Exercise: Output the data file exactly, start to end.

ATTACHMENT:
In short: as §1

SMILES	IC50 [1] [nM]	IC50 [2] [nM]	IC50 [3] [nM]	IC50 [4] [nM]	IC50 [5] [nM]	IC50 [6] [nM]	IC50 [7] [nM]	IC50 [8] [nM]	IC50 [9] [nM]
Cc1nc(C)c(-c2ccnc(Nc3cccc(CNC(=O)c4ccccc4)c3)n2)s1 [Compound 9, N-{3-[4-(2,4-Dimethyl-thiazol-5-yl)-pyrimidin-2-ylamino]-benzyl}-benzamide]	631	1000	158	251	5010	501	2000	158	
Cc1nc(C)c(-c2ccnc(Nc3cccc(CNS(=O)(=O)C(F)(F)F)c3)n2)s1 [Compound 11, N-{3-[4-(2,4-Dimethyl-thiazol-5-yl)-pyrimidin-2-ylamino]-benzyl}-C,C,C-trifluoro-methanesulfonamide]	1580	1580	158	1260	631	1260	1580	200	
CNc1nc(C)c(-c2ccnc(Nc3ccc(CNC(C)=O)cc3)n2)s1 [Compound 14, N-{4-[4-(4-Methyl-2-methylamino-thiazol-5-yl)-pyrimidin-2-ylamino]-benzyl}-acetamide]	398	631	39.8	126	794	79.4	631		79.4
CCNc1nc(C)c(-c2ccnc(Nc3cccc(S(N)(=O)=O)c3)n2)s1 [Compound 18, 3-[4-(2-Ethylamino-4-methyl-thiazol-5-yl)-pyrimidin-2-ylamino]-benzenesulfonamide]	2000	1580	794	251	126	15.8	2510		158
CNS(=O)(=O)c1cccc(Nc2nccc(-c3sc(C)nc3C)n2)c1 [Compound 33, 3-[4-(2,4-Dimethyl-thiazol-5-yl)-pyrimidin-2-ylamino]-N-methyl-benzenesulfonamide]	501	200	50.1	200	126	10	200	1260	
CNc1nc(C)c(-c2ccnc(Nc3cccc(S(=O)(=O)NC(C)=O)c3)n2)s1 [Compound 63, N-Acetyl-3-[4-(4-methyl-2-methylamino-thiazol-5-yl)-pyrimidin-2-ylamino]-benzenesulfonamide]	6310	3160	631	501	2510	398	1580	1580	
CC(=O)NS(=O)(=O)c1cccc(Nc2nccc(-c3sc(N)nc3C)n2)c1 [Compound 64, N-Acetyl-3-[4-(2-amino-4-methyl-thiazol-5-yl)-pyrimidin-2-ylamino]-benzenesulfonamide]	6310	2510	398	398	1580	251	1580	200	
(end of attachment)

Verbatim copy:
In short: as §1

SMILES	IC50 [1] [nM]	IC50 [2] [nM]	IC50 [3] [nM]	IC50 [4] [nM]	IC50 [5] [nM]	IC50 [6] [nM]	IC50 [7] [nM]	IC50 [8] [nM]	IC50 [9] [nM]
Cc1nc(C)c(-c2ccnc(Nc3cccc(CNC(=O)c4ccccc4)c3)n2)s1 [Compound 9, N-{3-[4-(2,4-Dimethyl-thiazol-5-yl)-pyrimidin-2-ylamino]-benzyl}-benzamide]	631	1000	158	251	5010	501	2000	158	
Cc1nc(C)c(-c2ccnc(Nc3cccc(CNS(=O)(=O)C(F)(F)F)c3)n2)s1 [Compound 11, N-{3-[4-(2,4-Dimethyl-thiazol-5-yl)-pyrimidin-2-ylamino]-benzyl}-C,C,C-trifluoro-methanesulfonamide]	1580	1580	158	1260	631	1260	1580	200	
CNc1nc(C)c(-c2ccnc(Nc3ccc(CNC(C)=O)cc3)n2)s1 [Compound 14, N-{4-[4-(4-Methyl-2-methylamino-thiazol-5-yl)-pyrimidin-2-ylamino]-benzyl}-acetamide]	398	631	39.8	126	794	79.4	631		79.4
CCNc1nc(C)c(-c2ccnc(Nc3cccc(S(N)(=O)=O)c3)n2)s1 [Compound 18, 3-[4-(2-Ethylamino-4-methyl-thiazol-5-yl)-pyrimidin-2-ylamino]-benzenesulfonamide]	2000	1580	794	251	126	15.8	2510		158
CNS(=O)(=O)c1cccc(Nc2nccc(-c3sc(C)nc3C)n2)c1 [Compound 33, 3-[4-(2,4-Dimethyl-thiazol-5-yl)-pyrimidin-2-ylamino]-N-methyl-benzenesulfonamide]	501	200	50.1	200	126	10	200	1260	
CNc1nc(C)c(-c2ccnc(Nc3cccc(S(=O)(=O)NC(C)=O)c3)n2)s1 [Compound 63, N-Acetyl-3-[4-(4-methyl-2-methylamino-thiazol-5-yl)-pyrimidin-2-ylamino]-benzenesulfonamide]	6310	3160	631	501	2510	398	1580	1580	
CC(=O)NS(=O)(=O)c1cccc(Nc2nccc(-c3sc(N)nc3C)n2)c1 [Compound 64, N-Acetyl-3-[4-(2-amino-4-methyl-thiazol-5-yl)-pyrimidin-2-ylamino]-benzenesulfonamide]	6310	2510	398	398	1580	251	1580	200	